26 Jun 2017

Puteraeon - The Empires of Death (Self-released 2017)

Puteraeon is a death metal band in the classic Swedish tradition, a genre which has had a long-enduring resurgence. In fact, such a long one that I refuse to call it a trend or revival, Swedish OSDM is obviously here to stay whether you like it or not. After three full-length albums, with one clearly following the line of the other, Puteraeon hits us with an EP containing their strongest material to date. 
Puteraeon has managed to put out three strong albums, and in quite rapid succession at that. If you count their demo releases (which you should), which are long enough to be regarded as full length albums as well, Puteraeon has put out an staggering amount of songs between the years of 2008 and 2014. To my surprise though, things went silent for three years after the release of "The Crawling Chaos". The band later announced in 2017 that they were going to self-release their new material, and in the format of a thee track digital EP, an unexpected turn of events if anything. And now with the announcement of a physical version of the EP on the horizon (only vinyl is real!), it's high time to talk about this EP.
That these guys love for all things H.P. Lovecraft shouldn't have passed under anyone's radar, this time the man himself even adorns the cover art. Jonas Lindblood's well of HPL-lyrics seems to inexhaustible and by this time I would have a hard time imagining a Puteraeon that didn't worship at the grave of the man at night.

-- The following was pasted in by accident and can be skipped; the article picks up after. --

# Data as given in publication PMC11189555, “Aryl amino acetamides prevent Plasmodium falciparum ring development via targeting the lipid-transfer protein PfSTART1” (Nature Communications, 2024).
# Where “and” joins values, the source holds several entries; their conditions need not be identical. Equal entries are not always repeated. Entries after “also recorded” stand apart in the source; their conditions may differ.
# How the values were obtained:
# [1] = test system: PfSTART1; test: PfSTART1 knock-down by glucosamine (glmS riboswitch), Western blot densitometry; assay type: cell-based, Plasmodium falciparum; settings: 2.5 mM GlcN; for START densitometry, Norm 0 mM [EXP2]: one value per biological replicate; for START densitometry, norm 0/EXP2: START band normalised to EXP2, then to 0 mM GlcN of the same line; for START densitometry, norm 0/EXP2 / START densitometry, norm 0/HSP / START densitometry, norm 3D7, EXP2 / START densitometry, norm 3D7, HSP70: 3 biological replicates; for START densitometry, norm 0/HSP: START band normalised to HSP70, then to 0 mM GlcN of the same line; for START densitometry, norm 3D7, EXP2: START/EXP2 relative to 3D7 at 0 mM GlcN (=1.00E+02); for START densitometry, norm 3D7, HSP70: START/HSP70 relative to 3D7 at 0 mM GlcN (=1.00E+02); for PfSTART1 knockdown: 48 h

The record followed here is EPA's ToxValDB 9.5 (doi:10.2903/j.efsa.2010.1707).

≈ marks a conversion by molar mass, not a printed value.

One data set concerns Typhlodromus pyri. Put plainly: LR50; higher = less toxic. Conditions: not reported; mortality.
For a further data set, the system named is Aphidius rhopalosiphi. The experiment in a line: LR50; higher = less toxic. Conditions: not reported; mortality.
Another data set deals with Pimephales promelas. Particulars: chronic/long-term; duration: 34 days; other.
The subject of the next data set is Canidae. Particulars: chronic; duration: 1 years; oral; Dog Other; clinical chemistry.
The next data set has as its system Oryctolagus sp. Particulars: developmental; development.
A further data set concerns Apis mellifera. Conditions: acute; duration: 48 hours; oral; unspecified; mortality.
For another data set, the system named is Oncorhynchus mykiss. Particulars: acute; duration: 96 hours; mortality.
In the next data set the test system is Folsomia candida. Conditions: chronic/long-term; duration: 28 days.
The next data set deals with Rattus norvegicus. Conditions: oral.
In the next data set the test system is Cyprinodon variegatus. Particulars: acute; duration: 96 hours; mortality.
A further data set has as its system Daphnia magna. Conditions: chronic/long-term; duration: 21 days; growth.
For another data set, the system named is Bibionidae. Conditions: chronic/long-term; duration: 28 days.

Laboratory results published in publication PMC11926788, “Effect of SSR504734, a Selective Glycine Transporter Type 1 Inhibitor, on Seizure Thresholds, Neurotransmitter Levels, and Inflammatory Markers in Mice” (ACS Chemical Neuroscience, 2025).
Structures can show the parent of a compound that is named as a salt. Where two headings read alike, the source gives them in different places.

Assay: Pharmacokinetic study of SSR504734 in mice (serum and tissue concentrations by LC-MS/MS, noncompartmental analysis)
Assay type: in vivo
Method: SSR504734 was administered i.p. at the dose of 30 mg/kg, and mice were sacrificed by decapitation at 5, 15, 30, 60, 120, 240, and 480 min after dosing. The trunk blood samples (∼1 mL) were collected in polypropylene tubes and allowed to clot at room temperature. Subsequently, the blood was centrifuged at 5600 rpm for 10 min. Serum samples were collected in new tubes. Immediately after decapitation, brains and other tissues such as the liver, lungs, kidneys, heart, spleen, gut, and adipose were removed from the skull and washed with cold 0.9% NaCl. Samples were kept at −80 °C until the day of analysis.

Speaking of the grave or Mr. Lovecraft, "Providence" is the opening track of this EP. Tastefully named after the quote "I am providence" which embellishes his headstone. Puteraeon has always had very strong productions, and to my surprise that has not changed here. Even though they this time around employed the reigning world champion of overly compressed- and ear numbing productions, Dan Swanö, instead of Andy LaRocque who has worked on previous albums. This song is extremely well put together, and no part lingers for too long before changing it up. Blastbeats are intertwined with melodic breaks and chugging guitars in a way seems very thought through. One listen to this song often results in at least two more in order to hear your favorite parts again, the true mark of a great track. I do somewhat miss Jonas's deep and guttural voice though. The change in vocal style was in my understanding due to his old approach being hard to replicate live, and I can't argue with that reasoning. The vocals are more articulated here than ever before, and in the end the change is probably for the better. After all, Jonas has lost none of his vigor while bellowing over the epic guitar breaks in the middle of this song.